Futile Search for Identity in Charlotte Bronte's Jane Eyre Essay

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Futile Search for Identity in Jane Eyre

According to the university psychology department, "The human brain is most emotionally affected in childhood." As a child, many experience numerous great events, however one negative event can undermine all of the great events that the brain would have remembered. The traumatizing occurrences that take place in people's lives are catastrophic in childhood, and have a long lasting effect in adulthood. These events can cause a lack of love being provided, and not provide the experiences essential for adult relationships. In Charlotte Brontë's Jane Eyre, Jane's childhood lacks love and the experiences necessary in order to maintain healthy relationships, therefore causing her to go
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The implications of this quote prove that Jane's independence is more of a stubbornness than a independence. Moreover, she proclaims that this boldness further solidified the hate toward her, but she was going to continue to quarrel. The effects of this were later seen as an adult at Thornfield Hall. When Jane discovers that Mr. Rochester was really married to Bertha, Jane thinks to herself, "`Who in the world cares for you? or who will be injured by what you do?' Still indomitable was the reply-- `I care for myself. The more solitary, the more friendless, the more unsustained I am, the more I will respect myself.'" (270). This is a mere déjà vu of the experience with the Red Room, because both times something horrific was happening to Jane, and both times she dealt with it by respecting herself, or so it seems. Internally, Jane was merely being an immature stubborn girl. For Jane understood that Mr. Rochester loved her, but she decided to be inflexible, and wouldn't help the situation by trying to work it out with Mr. Rochester. Thus, superficially Jane asserts her worth and her ability to love herself regardless of how others treat her, however, she truly is being an immature child, and must really learn to swallow her pride for the benefit of herself.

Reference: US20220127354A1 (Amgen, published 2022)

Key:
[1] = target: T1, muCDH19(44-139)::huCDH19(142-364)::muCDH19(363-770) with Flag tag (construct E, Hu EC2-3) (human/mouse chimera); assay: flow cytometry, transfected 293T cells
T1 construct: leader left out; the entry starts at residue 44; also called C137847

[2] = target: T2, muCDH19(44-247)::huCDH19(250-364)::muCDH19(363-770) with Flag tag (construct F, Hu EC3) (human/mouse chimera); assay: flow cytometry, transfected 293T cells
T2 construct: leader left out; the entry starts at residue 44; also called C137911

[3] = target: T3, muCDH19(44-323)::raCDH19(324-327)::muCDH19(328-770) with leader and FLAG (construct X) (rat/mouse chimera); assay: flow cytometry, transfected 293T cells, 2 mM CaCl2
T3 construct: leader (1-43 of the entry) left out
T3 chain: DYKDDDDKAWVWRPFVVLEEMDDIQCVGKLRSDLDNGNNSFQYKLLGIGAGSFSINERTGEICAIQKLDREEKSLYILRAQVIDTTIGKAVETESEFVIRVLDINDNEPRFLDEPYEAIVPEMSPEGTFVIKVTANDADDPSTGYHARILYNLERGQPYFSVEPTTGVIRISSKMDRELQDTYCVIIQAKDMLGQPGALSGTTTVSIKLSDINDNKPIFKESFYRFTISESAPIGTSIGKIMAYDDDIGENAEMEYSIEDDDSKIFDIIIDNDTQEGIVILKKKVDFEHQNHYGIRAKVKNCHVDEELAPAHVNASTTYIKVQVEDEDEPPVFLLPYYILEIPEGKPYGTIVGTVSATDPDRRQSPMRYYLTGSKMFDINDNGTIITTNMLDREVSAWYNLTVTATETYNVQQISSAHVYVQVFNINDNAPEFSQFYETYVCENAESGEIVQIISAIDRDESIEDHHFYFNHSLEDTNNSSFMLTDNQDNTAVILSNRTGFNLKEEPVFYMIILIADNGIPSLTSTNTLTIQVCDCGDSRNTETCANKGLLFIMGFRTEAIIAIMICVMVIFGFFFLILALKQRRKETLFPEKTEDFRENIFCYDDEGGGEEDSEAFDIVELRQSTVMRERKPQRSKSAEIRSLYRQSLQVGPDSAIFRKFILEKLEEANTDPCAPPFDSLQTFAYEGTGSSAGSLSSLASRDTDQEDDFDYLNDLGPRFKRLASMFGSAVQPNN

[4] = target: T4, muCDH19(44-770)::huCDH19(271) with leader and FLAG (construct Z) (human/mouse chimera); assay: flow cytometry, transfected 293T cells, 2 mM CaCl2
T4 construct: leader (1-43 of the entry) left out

Due to the loss of Helen Burns, Jane is affected so
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